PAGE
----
Windows XP might very well be the most loved operating system of all time (on the Windows side), but after nearly 10 years since being released, it's no longer the popular. That distinction now (finally) belongs to Windows 7, a popular OS in its own right. It's taken three years, but Windows 7's market share is now slightly ahead of XP at 42.76 percent and 42.52 percent, respectively. That's practically a tie, though Windows 7 has been gaining on XP for some time now, and in the months to come, the gap is expected to widen. An interesting side note at play here is the upcoming release of Windows... Read more...
Security firm Symantec is busy cleaning up a bit of egg on its face after pushing out a signature update that decided not to play nice with some Windows XP machines. Symantec disclosed the problem on its website, saying that the SNAFU only affected machines running a combination of Windows XP, the latest version of its SONAR technology, and certain third party software. "The root cause of the issue was an incompatibility due to a three way interaction between some third party software that implements a file system driver using kernel stack based file objects – typical of encryption drivers,... Read more...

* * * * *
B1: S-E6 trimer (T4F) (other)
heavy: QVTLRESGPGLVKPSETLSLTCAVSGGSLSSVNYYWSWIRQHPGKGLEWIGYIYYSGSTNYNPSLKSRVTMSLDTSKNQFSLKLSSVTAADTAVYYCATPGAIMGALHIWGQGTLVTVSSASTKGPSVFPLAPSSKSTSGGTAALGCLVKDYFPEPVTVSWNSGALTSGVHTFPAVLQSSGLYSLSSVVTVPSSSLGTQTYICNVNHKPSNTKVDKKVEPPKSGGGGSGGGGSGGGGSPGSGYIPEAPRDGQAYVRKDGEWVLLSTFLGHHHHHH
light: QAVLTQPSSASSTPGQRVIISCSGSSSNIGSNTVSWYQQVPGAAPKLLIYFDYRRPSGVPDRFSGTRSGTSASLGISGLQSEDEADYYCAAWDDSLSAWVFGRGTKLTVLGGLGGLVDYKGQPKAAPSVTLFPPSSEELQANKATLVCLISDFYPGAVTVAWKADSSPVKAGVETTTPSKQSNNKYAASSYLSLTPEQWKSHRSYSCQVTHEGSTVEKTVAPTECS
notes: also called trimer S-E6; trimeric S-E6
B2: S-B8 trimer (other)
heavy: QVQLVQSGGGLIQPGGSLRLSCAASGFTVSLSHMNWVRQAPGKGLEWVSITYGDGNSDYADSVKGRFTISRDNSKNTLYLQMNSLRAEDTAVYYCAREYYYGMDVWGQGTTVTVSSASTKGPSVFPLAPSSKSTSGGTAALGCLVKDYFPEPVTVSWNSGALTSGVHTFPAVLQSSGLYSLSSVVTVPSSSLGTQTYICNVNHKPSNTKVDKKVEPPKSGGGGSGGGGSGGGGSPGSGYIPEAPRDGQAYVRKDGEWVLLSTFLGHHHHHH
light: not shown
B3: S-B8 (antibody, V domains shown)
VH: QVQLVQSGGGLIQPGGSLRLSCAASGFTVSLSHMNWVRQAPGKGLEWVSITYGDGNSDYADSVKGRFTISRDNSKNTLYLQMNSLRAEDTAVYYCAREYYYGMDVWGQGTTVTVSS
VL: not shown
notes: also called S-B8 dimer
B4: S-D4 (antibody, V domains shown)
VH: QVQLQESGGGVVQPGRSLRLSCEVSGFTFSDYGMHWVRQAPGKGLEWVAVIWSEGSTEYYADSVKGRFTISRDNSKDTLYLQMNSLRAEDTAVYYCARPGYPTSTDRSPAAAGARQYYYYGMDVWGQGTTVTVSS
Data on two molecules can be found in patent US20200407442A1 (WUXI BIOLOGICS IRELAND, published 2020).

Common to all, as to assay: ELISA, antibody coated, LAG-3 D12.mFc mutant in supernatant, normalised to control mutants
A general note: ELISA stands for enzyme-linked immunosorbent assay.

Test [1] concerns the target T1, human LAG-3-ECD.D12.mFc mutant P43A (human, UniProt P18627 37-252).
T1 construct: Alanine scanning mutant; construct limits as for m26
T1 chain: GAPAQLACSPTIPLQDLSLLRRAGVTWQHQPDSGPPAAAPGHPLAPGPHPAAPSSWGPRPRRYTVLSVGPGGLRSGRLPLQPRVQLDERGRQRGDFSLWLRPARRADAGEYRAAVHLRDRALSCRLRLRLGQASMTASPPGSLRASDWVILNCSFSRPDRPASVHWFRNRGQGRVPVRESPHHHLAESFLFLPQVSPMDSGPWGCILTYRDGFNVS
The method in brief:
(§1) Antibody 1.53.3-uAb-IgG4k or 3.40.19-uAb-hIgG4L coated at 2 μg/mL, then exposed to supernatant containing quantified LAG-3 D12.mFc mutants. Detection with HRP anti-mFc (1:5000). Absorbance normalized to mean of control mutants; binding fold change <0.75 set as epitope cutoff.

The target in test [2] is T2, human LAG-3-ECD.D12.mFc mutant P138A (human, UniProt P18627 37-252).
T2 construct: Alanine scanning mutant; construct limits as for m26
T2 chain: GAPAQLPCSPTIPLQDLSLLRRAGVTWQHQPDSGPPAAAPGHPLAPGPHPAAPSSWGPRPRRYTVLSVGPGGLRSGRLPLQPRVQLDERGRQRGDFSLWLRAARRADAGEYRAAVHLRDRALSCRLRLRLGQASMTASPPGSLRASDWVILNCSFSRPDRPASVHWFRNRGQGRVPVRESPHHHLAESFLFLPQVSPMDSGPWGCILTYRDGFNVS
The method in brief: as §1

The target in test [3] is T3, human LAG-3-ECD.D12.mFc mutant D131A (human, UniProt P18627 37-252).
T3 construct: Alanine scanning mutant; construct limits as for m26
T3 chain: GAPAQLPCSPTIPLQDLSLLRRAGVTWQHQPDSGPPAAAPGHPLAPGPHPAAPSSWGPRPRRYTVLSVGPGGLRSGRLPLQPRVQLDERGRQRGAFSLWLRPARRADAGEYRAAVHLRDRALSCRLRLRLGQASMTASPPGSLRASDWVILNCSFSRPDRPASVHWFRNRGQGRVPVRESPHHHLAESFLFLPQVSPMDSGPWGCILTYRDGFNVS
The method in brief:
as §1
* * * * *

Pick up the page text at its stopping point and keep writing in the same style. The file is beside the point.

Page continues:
Most businesses don't give a flying flip about owning the latest and greatest product just for the sake of having it, especially when their current solution is working. Case in point, there are still thousands of IT departments rocking Windows XP, both because it works and also because it's perceived as being too costly to upgrade. But is it really? Not according to Microsoft, which hammered out a blog post that essentially pleads with businesses running Windows XP to upgrade to Windows 7, if for no other reason than to save money. Wait, what? "Organizations that continue to retain a Windows XP... Read more...
People have a tendency to resist change, that's just the way it is. Underscoring this point is the fact that Windows XP is still the most dominant operating system on the desktop despite being released more than a decade ago. Maybe that wouldn't be the case if Microsoft jumped straight to Windows 7 instead of Vista, or perhaps human nature would have proved too strong a force either way. Regardless, XP is sitting pretty on nearly half of all PCs. According to the latest figures from Net Applications, Windows XP's finished off April with a 46.08 percent share of the desktop OS market, down from... Read more...